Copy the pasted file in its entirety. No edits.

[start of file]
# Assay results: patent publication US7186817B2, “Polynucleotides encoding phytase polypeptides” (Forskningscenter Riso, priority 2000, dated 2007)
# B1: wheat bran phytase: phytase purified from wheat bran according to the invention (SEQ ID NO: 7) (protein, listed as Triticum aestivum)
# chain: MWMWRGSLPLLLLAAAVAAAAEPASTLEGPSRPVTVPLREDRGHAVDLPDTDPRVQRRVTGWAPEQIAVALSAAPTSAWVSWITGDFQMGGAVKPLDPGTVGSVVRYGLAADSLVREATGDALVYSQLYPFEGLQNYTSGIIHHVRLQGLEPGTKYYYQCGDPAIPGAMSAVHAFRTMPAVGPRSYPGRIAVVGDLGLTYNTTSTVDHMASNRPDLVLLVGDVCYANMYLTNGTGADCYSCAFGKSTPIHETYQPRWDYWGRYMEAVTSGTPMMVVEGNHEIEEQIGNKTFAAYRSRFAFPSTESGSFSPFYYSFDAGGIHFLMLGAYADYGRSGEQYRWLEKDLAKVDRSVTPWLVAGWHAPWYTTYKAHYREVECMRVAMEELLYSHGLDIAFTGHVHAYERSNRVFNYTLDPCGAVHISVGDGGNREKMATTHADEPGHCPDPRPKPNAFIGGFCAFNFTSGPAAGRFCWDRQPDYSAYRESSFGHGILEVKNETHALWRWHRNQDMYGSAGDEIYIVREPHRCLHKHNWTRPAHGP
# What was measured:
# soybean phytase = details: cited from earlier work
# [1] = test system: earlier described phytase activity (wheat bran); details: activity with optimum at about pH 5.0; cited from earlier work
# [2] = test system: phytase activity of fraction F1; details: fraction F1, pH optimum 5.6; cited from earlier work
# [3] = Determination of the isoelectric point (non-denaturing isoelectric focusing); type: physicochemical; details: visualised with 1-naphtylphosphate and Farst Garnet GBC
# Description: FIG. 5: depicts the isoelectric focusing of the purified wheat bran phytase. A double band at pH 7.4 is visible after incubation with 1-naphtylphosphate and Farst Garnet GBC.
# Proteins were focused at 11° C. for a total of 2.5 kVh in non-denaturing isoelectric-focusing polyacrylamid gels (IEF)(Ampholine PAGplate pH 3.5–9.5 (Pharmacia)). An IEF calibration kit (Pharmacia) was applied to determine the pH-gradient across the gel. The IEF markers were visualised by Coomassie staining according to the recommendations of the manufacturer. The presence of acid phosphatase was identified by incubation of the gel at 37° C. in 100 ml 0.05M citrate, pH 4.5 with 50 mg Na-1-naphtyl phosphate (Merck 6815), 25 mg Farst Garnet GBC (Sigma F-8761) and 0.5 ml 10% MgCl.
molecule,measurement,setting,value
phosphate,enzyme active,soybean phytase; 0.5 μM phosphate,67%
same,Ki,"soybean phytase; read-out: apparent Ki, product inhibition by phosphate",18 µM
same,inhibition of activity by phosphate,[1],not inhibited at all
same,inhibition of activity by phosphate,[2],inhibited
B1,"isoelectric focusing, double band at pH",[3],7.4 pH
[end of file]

# Assay results: patent publication US7186817B2, “Polynucleotides encoding phytase polypeptides” (Forskningscenter Riso, priority 2000, dated 2007)
# B1: wheat bran phytase: phytase purified from wheat bran according to the invention (SEQ ID NO: 7) (protein, listed as Triticum aestivum)
# chain: MWMWRGSLPLLLLAAAVAAAAEPASTLEGPSRPVTVPLREDRGHAVDLPDTDPRVQRRVTGWAPEQIAVALSAAPTSAWVSWITGDFQMGGAVKPLDPGTVGSVVRYGLAADSLVREATGDALVYSQLYPFEGLQNYTSGIIHHVRLQGLEPGTKYYYQCGDPAIPGAMSAVHAFRTMPAVGPRSYPGRIAVVGDLGLTYNTTSTVDHMASNRPDLVLLVGDVCYANMYLTNGTGADCYSCAFGKSTPIHETYQPRWDYWGRYMEAVTSGTPMMVVEGNHEIEEQIGNKTFAAYRSRFAFPSTESGSFSPFYYSFDAGGIHFLMLGAYADYGRSGEQYRWLEKDLAKVDRSVTPWLVAGWHAPWYTTYKAHYREVECMRVAMEELLYSHGLDIAFTGHVHAYERSNRVFNYTLDPCGAVHISVGDGGNREKMATTHADEPGHCPDPRPKPNAFIGGFCAFNFTSGPAAGRFCWDRQPDYSAYRESSFGHGILEVKNETHALWRWHRNQDMYGSAGDEIYIVREPHRCLHKHNWTRPAHGP
# What was measured:
# soybean phytase = details: cited from earlier work
# [1] = test system: earlier described phytase activity (wheat bran); details: activity with optimum at about pH 5.0; cited from earlier work
# [2] = test system: phytase activity of fraction F1; details: fraction F1, pH optimum 5.6; cited from earlier work
# [3] = Determination of the isoelectric point (non-denaturing isoelectric focusing); type: physicochemical; details: visualised with 1-naphtylphosphate and Farst Garnet GBC
# Description: FIG. 5: depicts the isoelectric focusing of the purified wheat bran phytase. A double band at pH 7.4 is visible after incubation with 1-naphtylphosphate and Farst Garnet GBC.
# Proteins were focused at 11° C. for a total of 2.5 kVh in non-denaturing isoelectric-focusing polyacrylamid gels (IEF)(Ampholine PAGplate pH 3.5–9.5 (Pharmacia)). An IEF calibration kit (Pharmacia) was applied to determine the pH-gradient across the gel. The IEF markers were visualised by Coomassie staining according to the recommendations of the manufacturer. The presence of acid phosphatase was identified by incubation of the gel at 37° C. in 100 ml 0.05M citrate, pH 4.5 with 50 mg Na-1-naphtyl phosphate (Merck 6815), 25 mg Farst Garnet GBC (Sigma F-8761) and 0.5 ml 10% MgCl.
molecule,measurement,setting,value
phosphate,enzyme active,soybean phytase; 0.5 μM phosphate,67%
same,Ki,"soybean phytase; read-out: apparent Ki, product inhibition by phosphate",18 µM
same,inhibition of activity by phosphate,[1],not inhibited at all
same,inhibition of activity by phosphate,[2],inhibited
B1,"isoelectric focusing, double band at pH",[3],7.4 pH